While the famous RPM and Debian build systems have their roots in this build topology, it’s worth noting that surrounding tooling has since evolved to build RPMs or Debian packages under a different topology. For instance, when using OBS to build RPMs or Debian packages: each package is built in sequence, staging only the dependencies which the next package needs from previous builds into a minimal VM. Since we are bootstrapping often and isolating the environment for each build to occur in sequence from a predefined manifest of specifically versioned package, it is much more deterministic and becomes a Sequential Build instead.
The Sequential Build
The Sequential Build, again for the lack of any predefined terminology I can find, is one where the entire OS can be built from scratch. Again and again.
The LFS build, without any backing build system per se, I think is a prime example of this topology.
This build can still be said to be self hosting, indeed; one previously built package is used to build the next package in sequence. Aside from the necessary toolchain bootstrapping: the build host where all the tools are executed is also the target where all software is intended to run. The distinction I make here is that only packages (and those package versions) which are part of the resulting OS are ever used to build that same OS, so a strict order must be enforced, and in some cases the same package needs to be built more than once to achieve the end result, however determinism is favored.
It’s also noteworthy that this common property, where host = target, is what is generally expected by most project build scripts. While cross compiles (more on that below) typically have to struggle and force things to build in some contorted way.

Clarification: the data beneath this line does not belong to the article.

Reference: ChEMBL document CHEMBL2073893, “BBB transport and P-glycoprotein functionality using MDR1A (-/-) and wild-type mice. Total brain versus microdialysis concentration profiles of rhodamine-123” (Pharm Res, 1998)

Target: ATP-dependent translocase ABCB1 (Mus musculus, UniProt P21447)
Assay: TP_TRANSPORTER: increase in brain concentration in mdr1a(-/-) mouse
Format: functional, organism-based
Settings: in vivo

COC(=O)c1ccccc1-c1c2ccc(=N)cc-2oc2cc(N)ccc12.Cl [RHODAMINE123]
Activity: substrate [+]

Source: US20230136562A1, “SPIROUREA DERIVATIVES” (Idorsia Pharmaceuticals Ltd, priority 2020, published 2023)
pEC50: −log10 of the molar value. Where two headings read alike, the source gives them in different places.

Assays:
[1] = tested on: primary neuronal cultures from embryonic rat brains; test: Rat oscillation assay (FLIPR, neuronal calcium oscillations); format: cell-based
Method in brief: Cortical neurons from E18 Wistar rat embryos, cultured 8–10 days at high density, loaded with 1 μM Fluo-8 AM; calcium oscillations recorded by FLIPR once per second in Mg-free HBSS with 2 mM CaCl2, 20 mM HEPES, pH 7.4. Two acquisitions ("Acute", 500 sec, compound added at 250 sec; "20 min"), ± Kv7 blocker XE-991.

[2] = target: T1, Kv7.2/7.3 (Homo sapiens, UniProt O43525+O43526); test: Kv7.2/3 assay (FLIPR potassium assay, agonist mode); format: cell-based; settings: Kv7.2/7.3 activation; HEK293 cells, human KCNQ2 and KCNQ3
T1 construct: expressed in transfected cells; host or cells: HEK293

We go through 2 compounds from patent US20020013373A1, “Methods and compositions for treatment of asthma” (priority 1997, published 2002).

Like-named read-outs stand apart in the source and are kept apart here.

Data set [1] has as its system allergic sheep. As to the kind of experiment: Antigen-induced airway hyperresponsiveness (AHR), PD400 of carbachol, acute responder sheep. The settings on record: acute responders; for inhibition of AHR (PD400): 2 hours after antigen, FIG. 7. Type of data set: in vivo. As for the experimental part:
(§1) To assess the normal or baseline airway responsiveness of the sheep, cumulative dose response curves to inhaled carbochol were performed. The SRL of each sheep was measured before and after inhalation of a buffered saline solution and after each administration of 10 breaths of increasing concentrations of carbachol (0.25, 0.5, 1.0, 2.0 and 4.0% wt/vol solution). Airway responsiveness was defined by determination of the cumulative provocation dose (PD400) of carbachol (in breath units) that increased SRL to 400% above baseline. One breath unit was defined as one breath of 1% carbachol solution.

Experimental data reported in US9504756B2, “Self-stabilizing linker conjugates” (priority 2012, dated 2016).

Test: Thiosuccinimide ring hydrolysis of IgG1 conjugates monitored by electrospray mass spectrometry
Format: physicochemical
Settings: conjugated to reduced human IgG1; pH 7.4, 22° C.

While the Ports, Portage, and Pacman build systems, which encourage the build to occur on your own machine, seem to lend themselves better to the Sequential Build, this only seems to be true at bootstrap time (I would need to look more closely into these systems to say more). Also, these system are not without their own set of problems. With gentoo’s Portage, one can also fall into circular dependency traps where one needs to build a given package twice while tweaking the USE flags along the way. Also with Portage, package dependencies are not strictly defined but again loosely defined as lower minimal bound dependencies.
I would say that a Sequential Self Hosted Build lends itself better to determinism and repeatability, but a build topology which is sequential is not inherently deterministic.
The basic concept of Cross Compiling is simple: Use a compiler that runs on host and outputs binary to be later run on target.
But the activity of cross compiling an entire OS is much more complex than just running a compiler on your host and producing binary output for a target.
Direct Cross Build
It is theoretically possible to compile everything for the target using only host tools and a host installed cross compiler, however I have yet to encounter any build system which uses such a topology.
This is probably primarily because it would require that many host installed
tools be sysroot aware beyond just the cross compiler. Hence we resort to a Multi Stage Cross Build.
Multi Stage Cross Build
This Multi Stage Cross Build, which can be observed in projects such as